Posts Tagged ‘mummy’

PseudoPod 363: Footsteps Invisible

Footsteps Invisible

by Robert A. Arthur, Jr.

‘Good morning, Sir Andrew,’ Jorman said pleasantly as the steps came up to his stand. ‘Times?’

‘Thanks.’ It was a typically British voice that answered. ‘Know me, do you?’

‘Oh, yes.’ Jorman grinned. It was usually a source of mystification to his customers that he knew their names. But names were not too hard to learn, if the owners of them lived or worked nearby. ‘A bellboy from your hotel was buying a paper last time you stopped. When you’d gone on, he told me who you were.’

‘That easy, eh?’ Sir Andrew Carraden exclaimed. ‘Don’t know as I like it so much, though, being kept track of. Prefer to lose myself these days. Had enough of notoriety in the past.’

‘Had plenty of it four years ago, I suppose,’ Jorman suggested. ‘I followed the newspaper accounts of your tomb-hunting expedition. Interesting work, archaeology. Always wished I could poke around in the past that way, sometime.’

‘Don’t!’ The word was sharp. ‘Take my advice and stay snug and cozy in the present. The past is an uncomfortable place. Sometimes you peer into it and then spend the rest of your life trying to get away
from it.’

Pseudopod 334: The Curse Of The Mummy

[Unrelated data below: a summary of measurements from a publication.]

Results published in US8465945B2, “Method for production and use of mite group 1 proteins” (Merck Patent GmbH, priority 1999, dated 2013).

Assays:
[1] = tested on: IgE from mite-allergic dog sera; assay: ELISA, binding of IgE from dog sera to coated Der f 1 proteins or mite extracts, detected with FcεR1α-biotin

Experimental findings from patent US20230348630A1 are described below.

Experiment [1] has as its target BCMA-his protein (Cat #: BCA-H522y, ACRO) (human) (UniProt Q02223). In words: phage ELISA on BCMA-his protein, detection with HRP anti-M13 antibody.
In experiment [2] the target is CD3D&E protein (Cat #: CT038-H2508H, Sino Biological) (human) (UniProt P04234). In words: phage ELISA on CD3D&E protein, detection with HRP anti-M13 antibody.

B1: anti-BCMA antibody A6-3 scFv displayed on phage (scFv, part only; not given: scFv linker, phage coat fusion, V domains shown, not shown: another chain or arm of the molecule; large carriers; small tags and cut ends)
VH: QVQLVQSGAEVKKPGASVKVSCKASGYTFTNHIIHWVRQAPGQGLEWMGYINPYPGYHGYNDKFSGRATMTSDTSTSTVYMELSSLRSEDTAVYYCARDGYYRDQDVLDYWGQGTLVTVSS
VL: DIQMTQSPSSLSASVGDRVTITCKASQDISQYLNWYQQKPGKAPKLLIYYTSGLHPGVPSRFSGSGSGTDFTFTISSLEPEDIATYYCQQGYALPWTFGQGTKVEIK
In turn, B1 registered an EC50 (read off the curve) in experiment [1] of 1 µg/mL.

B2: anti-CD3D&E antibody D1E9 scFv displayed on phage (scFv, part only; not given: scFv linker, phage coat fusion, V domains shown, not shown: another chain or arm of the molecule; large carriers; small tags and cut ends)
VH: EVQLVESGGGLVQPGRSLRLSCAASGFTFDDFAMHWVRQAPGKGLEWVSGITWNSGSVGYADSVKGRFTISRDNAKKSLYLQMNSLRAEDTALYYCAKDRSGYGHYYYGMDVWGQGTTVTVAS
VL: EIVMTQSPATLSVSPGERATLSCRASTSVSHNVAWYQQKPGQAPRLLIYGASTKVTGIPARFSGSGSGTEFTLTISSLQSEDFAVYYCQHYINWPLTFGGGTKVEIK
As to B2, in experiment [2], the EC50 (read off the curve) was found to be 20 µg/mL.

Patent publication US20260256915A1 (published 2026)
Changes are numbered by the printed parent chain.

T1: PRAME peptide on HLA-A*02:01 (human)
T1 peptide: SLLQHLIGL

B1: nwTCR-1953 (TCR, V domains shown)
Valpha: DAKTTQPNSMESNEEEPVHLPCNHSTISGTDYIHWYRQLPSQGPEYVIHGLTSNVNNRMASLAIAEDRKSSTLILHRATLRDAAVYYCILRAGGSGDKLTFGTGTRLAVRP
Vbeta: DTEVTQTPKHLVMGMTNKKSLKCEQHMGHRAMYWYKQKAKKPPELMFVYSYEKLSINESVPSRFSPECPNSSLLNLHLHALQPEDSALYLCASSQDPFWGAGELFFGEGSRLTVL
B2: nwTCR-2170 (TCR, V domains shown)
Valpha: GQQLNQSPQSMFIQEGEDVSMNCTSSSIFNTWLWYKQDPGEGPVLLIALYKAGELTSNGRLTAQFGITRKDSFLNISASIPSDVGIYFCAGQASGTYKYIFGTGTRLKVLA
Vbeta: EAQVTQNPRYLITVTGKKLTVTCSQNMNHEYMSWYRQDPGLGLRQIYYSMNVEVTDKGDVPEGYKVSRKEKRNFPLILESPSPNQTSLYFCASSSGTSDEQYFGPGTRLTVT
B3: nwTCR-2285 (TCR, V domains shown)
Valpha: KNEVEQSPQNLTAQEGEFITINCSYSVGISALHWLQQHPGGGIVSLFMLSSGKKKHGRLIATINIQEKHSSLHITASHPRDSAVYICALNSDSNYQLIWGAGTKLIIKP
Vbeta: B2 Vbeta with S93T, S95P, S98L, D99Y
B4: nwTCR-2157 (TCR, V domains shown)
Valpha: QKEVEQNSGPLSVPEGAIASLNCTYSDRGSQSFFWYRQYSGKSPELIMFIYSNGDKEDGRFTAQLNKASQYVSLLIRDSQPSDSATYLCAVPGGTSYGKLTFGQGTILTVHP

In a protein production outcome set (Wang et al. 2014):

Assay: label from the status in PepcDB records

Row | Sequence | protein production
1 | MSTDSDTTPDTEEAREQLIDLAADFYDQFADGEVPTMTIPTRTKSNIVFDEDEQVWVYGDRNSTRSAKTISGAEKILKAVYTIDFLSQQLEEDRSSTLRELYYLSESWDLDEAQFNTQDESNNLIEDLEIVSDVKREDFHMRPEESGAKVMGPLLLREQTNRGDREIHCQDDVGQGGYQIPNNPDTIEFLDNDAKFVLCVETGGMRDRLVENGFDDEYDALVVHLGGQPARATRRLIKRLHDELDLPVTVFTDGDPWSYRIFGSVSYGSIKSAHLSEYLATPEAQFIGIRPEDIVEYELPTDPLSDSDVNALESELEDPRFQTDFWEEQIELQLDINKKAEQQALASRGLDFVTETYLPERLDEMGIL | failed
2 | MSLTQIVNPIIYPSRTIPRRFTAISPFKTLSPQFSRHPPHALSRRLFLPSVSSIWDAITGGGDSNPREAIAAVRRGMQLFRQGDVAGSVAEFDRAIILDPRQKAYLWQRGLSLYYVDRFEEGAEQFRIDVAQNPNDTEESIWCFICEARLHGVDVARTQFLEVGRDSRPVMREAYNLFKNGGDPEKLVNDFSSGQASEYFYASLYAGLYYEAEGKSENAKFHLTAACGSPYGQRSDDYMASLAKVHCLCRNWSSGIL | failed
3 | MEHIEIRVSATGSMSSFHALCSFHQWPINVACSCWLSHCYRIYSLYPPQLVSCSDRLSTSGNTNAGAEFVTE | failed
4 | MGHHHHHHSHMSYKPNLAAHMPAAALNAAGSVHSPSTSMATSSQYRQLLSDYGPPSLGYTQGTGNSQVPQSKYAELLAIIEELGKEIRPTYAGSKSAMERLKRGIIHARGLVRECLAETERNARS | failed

by Andre Harden

“The Curse Of The Mummy” is making its debut on PSEUDOPOD.

ANDRE HARDEN is a freelance screenwriter. He has several scripts in development, one of which is in casting, but its up in the air and there are no details he can share at this time.
His thriller script, NUMB, won the 2011 Praxis Screenwriting Award. He is working on a fantasy novel, more short stories and several other screenplays. He Blogs at Andre

Your reader this week – Emily Smith – Works as a physician in the Central Valley of California which helps pay for her fiction addiction and keeps her cats and dogs in kibble. She’s previously narrated two works for PodCastle – “El Regalo” by Peter S. Beagle and “Sugar Skulls” by Samantha Henderson. Her piece “Escape” won the Pseudopod Flash Contest II.” She would like to acknowledge the efforts of the good folks at Escape Artists, especially the hard working volunteers helping with the Flash Contests..


“She’d driven out of town a thousand times. Sometimes east, sometimes west, always alone. Anywhere was better than here. She tried to keep it real for the most part: a safety deposit on an apartment, a total make over, a new job; waitressing or maybe something else. Maybe a photographer. Maybe a dog walker. Maybe a nanny for rich people. Those were real jobs in some places. Sometimes she couldn’t keep it real at all: She’d flown to Paris and shared a taxi with a man who wanted her and who turned out to have millions. Fantasy, like real life, had a way of spiraling out of control.”